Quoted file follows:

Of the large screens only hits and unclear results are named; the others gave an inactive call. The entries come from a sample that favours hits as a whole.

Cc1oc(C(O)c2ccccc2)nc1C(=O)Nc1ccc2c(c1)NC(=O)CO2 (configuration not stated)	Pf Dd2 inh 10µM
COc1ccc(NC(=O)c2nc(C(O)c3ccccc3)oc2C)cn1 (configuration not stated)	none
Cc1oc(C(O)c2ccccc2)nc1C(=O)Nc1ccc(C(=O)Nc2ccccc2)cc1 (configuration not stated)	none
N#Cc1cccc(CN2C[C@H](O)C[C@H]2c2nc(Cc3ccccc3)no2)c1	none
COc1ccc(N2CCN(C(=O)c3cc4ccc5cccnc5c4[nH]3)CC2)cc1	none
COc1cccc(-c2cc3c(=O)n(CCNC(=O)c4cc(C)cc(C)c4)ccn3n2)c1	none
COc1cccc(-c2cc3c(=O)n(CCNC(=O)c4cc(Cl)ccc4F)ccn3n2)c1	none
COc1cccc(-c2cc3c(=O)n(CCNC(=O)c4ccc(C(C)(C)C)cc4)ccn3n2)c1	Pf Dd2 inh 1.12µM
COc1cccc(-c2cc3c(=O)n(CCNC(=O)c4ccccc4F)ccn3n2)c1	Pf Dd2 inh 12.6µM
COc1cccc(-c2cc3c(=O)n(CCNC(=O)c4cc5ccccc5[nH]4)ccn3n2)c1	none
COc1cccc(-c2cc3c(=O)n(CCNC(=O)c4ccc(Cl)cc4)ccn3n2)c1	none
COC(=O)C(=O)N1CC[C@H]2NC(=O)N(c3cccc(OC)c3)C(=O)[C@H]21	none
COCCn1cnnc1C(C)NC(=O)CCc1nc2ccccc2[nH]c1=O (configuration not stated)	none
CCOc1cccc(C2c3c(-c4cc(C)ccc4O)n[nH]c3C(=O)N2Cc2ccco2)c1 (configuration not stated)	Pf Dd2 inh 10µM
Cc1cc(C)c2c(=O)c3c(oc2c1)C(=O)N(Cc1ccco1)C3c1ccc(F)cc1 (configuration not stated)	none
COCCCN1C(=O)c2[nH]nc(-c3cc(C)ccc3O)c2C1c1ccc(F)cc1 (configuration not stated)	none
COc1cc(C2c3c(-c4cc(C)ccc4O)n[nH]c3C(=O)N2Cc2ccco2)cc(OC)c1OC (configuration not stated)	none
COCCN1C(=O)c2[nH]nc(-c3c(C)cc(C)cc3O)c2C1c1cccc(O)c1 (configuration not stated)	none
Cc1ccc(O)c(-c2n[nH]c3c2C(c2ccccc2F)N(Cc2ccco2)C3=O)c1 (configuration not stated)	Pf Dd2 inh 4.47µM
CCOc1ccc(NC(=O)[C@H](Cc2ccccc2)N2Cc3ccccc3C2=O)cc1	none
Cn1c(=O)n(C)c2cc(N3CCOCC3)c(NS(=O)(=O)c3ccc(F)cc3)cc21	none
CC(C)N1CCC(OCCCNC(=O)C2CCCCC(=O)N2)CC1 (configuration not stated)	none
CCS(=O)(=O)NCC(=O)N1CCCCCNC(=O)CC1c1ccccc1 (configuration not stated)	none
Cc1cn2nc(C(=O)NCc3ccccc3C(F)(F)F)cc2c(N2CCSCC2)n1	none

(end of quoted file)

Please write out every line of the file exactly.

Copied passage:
Of the large screens only hits and unclear results are named; the others gave an inactive call. The entries come from a sample that favours hits as a whole.

Cc1oc(C(O)c2ccccc2)nc1C(=O)Nc1ccc2c(c1)NC(=O)CO2 (configuration not stated)	Pf Dd2 inh 10µM
COc1ccc(NC(=O)c2nc(C(O)c3ccccc3)oc2C)cn1 (configuration not stated)	none
Cc1oc(C(O)c2ccccc2)nc1C(=O)Nc1ccc(C(=O)Nc2ccccc2)cc1 (configuration not stated)	none
N#Cc1cccc(CN2C[C@H](O)C[C@H]2c2nc(Cc3ccccc3)no2)c1	none
COc1ccc(N2CCN(C(=O)c3cc4ccc5cccnc5c4[nH]3)CC2)cc1	none
COc1cccc(-c2cc3c(=O)n(CCNC(=O)c4cc(C)cc(C)c4)ccn3n2)c1	none
COc1cccc(-c2cc3c(=O)n(CCNC(=O)c4cc(Cl)ccc4F)ccn3n2)c1	none
COc1cccc(-c2cc3c(=O)n(CCNC(=O)c4ccc(C(C)(C)C)cc4)ccn3n2)c1	Pf Dd2 inh 1.12µM
COc1cccc(-c2cc3c(=O)n(CCNC(=O)c4ccccc4F)ccn3n2)c1	Pf Dd2 inh 12.6µM
COc1cccc(-c2cc3c(=O)n(CCNC(=O)c4cc5ccccc5[nH]4)ccn3n2)c1	none
COc1cccc(-c2cc3c(=O)n(CCNC(=O)c4ccc(Cl)cc4)ccn3n2)c1	none
COC(=O)C(=O)N1CC[C@H]2NC(=O)N(c3cccc(OC)c3)C(=O)[C@H]21	none
COCCn1cnnc1C(C)NC(=O)CCc1nc2ccccc2[nH]c1=O (configuration not stated)	none
CCOc1cccc(C2c3c(-c4cc(C)ccc4O)n[nH]c3C(=O)N2Cc2ccco2)c1 (configuration not stated)	Pf Dd2 inh 10µM
Cc1cc(C)c2c(=O)c3c(oc2c1)C(=O)N(Cc1ccco1)C3c1ccc(F)cc1 (configuration not stated)	none
COCCCN1C(=O)c2[nH]nc(-c3cc(C)ccc3O)c2C1c1ccc(F)cc1 (configuration not stated)	none
COc1cc(C2c3c(-c4cc(C)ccc4O)n[nH]c3C(=O)N2Cc2ccco2)cc(OC)c1OC (configuration not stated)	none
COCCN1C(=O)c2[nH]nc(-c3c(C)cc(C)cc3O)c2C1c1cccc(O)c1 (configuration not stated)	none
Cc1ccc(O)c(-c2n[nH]c3c2C(c2ccccc2F)N(Cc2ccco2)C3=O)c1 (configuration not stated)	Pf Dd2 inh 4.47µM
CCOc1ccc(NC(=O)[C@H](Cc2ccccc2)N2Cc3ccccc3C2=O)cc1	none
Cn1c(=O)n(C)c2cc(N3CCOCC3)c(NS(=O)(=O)c3ccc(F)cc3)cc21	none
CC(C)N1CCC(OCCCNC(=O)C2CCCCC(=O)N2)CC1 (configuration not stated)	none
CCS(=O)(=O)NCC(=O)N1CCCCCNC(=O)CC1c1ccccc1 (configuration not stated)	none
Cc1cn2nc(C(=O)NCc3ccccc3C(F)(F)F)cc2c(N2CCSCC2)n1	none